Uganda is one of the most corrupt countries in the world. [Yoweri] Museveni [current President of Uganda] is the longest-running ruling dictator. They bring out the [Anti-Homosexuality] Bill out every time they want to distract the international community and the public from other issues… By creating a monster out of the vulnerable homosexual community, it allows people to focus their anger elsewhere, instead of on the government. So the government politicians use this — they’re like, “Don’t worry about the corruption going on in the government or jobs or healthcare, worry about this moral force that’s coming in to recruit your children and destroy your lives.”


AL: In your documentary, you spend some time on the Bush and Obama administrations’ different approaches to combating AIDS and addressing violence against homosexuals in Uganda. What have other actors, such as the United Nations and international NGOs, done — or not done — to promote human rights for LGBTQ people in Uganda?

RW:U.S. government has done a lot of great work, but it has been quietly behind the scenes. You know, Obama did make a pubic statement against Uganda, and the issue was really important to former Secretary of State Hillary Clinton, who made a groundbreaking speech that gay rights are human rights. The State Department [has been] quietly helping the activists on the ground… There are many human rights organizations that are working hard to stop the bill. I think that’s one of the reasons why the bill has not passed — because of the work of all these organizations.

I think, on the other hand, the Obama administration has allowed certain policies that had been put in place under the Bush administration to remain. He hasn’t dismantled them. So a lot of the PEPFAR [President’s Emergency Plan for AIDS Relief] aid going into Uganda is administered by faith-based organizations, who refuse to recognize the LGBTI community as an “at-risk” group, so they don’t receive treatment and funding and testing and ARVs [antiretroviral drugs]. That’s a problem.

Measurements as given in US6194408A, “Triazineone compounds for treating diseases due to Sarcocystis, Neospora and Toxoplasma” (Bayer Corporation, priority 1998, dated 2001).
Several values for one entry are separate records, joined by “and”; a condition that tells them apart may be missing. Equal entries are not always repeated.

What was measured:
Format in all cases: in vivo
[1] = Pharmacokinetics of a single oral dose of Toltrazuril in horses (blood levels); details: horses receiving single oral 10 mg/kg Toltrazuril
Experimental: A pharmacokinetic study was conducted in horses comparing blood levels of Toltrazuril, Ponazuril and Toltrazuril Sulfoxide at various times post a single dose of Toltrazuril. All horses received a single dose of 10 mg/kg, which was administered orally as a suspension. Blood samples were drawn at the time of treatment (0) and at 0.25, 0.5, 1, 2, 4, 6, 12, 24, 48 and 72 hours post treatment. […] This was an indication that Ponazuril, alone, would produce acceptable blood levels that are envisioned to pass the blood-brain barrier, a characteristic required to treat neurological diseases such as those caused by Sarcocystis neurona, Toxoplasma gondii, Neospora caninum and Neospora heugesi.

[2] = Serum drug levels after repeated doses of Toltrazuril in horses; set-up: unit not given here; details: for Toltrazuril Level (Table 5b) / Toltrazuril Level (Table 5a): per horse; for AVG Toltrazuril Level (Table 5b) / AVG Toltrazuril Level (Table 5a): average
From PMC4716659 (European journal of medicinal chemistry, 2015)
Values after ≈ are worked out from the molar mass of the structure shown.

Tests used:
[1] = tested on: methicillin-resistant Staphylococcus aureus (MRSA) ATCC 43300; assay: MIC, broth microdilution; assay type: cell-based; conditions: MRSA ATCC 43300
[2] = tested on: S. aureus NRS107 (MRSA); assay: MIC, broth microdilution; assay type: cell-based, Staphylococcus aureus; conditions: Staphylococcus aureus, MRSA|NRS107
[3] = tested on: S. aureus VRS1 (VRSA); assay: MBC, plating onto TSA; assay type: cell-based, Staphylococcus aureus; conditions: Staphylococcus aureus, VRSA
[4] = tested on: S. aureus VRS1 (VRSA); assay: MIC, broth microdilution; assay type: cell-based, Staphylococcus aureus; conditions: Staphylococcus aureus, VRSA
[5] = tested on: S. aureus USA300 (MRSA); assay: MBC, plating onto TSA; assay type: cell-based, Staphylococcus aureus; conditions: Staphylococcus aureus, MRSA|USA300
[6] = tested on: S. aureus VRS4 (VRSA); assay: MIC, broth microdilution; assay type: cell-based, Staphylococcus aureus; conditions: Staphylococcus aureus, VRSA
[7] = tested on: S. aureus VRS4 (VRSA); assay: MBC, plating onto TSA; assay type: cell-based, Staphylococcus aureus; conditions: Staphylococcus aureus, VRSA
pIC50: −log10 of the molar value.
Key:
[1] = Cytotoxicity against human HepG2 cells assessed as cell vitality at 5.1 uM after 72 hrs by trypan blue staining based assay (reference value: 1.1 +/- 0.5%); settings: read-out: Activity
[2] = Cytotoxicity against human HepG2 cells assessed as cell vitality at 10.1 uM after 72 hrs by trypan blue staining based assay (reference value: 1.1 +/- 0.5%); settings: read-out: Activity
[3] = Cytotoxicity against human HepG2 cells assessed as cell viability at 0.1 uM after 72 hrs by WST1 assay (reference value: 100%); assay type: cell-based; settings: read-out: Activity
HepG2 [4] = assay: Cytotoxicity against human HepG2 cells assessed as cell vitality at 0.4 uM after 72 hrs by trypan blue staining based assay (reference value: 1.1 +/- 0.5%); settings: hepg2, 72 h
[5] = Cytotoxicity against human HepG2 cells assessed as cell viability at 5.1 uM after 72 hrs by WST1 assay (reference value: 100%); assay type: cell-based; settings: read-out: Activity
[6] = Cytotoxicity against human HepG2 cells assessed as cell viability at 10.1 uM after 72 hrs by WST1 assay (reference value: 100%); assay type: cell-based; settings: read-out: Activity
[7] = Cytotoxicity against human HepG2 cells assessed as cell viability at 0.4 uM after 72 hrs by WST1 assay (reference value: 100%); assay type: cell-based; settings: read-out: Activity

AL: Moving forward, what do you see as the best way to fight the “culture war” in Uganda? Where do you see hope for mitigating the anti-gay movement?

RW: I think, as young college students, you guys have a great opportunity to offer an alternative voice. Go to Uganda — you know, go to Uganda as students in exchange programs. Actually, it’s just about education and a connection. Many Ugandans believe they’ve never met a homosexual… We have a campaign right now with allout.org about people of faith, and it’s about keeping hate out of the collection plate. People in churches across America [may not] realize that some of the money they think is going to fund good works in Uganda are going to fund intolerance and hatred. We’ve got to cut off the flow of money, so that they know that American people of faith won’t stand for intolerance or harming anyone or, heaven forbid, killing anyone in the name of the Bible.

Gillie Collins works as the Chief Film and Visual Arts Critic at The Stanford Daily. A New York City native, she enjoys snacking on pumpkin bread and reading. At Stanford, she studies International Relations and English Literature. Contact her by paper airplane or email at gcollins 'at' stanford.edu.